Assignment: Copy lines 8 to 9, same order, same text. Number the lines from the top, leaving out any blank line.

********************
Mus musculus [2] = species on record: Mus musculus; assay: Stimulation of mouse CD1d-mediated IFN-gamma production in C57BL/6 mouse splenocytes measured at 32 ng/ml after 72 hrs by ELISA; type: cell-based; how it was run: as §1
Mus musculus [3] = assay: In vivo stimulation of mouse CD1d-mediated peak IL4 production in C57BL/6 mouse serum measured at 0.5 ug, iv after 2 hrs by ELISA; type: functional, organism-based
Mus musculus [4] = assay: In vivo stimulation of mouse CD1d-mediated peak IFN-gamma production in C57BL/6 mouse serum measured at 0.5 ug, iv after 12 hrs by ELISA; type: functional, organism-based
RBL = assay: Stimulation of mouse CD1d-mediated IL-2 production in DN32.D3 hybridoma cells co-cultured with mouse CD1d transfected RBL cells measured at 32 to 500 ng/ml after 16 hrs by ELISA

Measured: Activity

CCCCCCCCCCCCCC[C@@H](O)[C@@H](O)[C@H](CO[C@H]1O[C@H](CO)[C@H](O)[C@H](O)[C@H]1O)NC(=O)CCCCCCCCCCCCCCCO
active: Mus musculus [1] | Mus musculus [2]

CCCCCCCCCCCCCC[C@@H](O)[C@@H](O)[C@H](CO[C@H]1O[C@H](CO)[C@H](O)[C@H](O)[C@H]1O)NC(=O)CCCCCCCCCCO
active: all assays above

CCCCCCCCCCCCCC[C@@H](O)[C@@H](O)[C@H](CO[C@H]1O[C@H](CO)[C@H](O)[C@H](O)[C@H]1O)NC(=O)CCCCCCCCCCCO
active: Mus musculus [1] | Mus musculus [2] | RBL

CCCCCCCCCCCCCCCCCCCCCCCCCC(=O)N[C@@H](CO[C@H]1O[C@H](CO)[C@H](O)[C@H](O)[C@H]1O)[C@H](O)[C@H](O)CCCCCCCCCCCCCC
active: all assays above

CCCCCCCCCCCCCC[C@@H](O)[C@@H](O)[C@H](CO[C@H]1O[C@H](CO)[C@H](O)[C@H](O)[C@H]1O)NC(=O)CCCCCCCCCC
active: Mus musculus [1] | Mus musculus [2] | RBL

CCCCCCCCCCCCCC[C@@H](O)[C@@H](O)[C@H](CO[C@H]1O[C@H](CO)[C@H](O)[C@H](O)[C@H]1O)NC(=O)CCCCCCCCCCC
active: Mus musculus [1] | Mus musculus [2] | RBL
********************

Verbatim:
CCCCCCCCCCCCCC[C@@H](O)[C@@H](O)[C@H](CO[C@H]1O[C@H](CO)[C@H](O)[C@H](O)[C@H]1O)NC(=O)CCCCCCCCCCO
active: all assays above